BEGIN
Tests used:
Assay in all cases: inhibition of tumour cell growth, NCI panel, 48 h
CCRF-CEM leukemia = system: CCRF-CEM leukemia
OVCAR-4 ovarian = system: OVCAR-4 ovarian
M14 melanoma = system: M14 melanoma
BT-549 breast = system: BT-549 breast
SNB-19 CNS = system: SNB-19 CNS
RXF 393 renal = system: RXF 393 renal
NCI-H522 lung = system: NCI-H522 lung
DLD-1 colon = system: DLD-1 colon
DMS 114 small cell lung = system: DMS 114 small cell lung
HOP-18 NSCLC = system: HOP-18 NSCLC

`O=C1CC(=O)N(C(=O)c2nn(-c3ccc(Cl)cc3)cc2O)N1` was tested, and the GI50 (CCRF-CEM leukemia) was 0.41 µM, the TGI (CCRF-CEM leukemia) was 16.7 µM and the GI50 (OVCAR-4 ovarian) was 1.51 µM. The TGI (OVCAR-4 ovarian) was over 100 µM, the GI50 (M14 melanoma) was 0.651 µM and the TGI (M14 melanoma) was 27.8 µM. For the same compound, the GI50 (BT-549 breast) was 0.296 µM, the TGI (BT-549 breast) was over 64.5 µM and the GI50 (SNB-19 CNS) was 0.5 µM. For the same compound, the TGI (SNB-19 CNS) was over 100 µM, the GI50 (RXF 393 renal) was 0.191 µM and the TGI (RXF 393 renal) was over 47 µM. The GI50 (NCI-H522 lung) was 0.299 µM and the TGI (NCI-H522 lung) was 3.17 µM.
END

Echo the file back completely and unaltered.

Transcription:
Tests used:
Assay in all cases: inhibition of tumour cell growth, NCI panel, 48 h
CCRF-CEM leukemia = system: CCRF-CEM leukemia
OVCAR-4 ovarian = system: OVCAR-4 ovarian
M14 melanoma = system: M14 melanoma
BT-549 breast = system: BT-549 breast
SNB-19 CNS = system: SNB-19 CNS
RXF 393 renal = system: RXF 393 renal
NCI-H522 lung = system: NCI-H522 lung
DLD-1 colon = system: DLD-1 colon
DMS 114 small cell lung = system: DMS 114 small cell lung
HOP-18 NSCLC = system: HOP-18 NSCLC

`O=C1CC(=O)N(C(=O)c2nn(-c3ccc(Cl)cc3)cc2O)N1` was tested, and the GI50 (CCRF-CEM leukemia) was 0.41 µM, the TGI (CCRF-CEM leukemia) was 16.7 µM and the GI50 (OVCAR-4 ovarian) was 1.51 µM. The TGI (OVCAR-4 ovarian) was over 100 µM, the GI50 (M14 melanoma) was 0.651 µM and the TGI (M14 melanoma) was 27.8 µM. For the same compound, the GI50 (BT-549 breast) was 0.296 µM, the TGI (BT-549 breast) was over 64.5 µM and the GI50 (SNB-19 CNS) was 0.5 µM. For the same compound, the TGI (SNB-19 CNS) was over 100 µM, the GI50 (RXF 393 renal) was 0.191 µM and the TGI (RXF 393 renal) was over 47 µM. The GI50 (NCI-H522 lung) was 0.299 µM and the TGI (NCI-H522 lung) was 3.17 µM.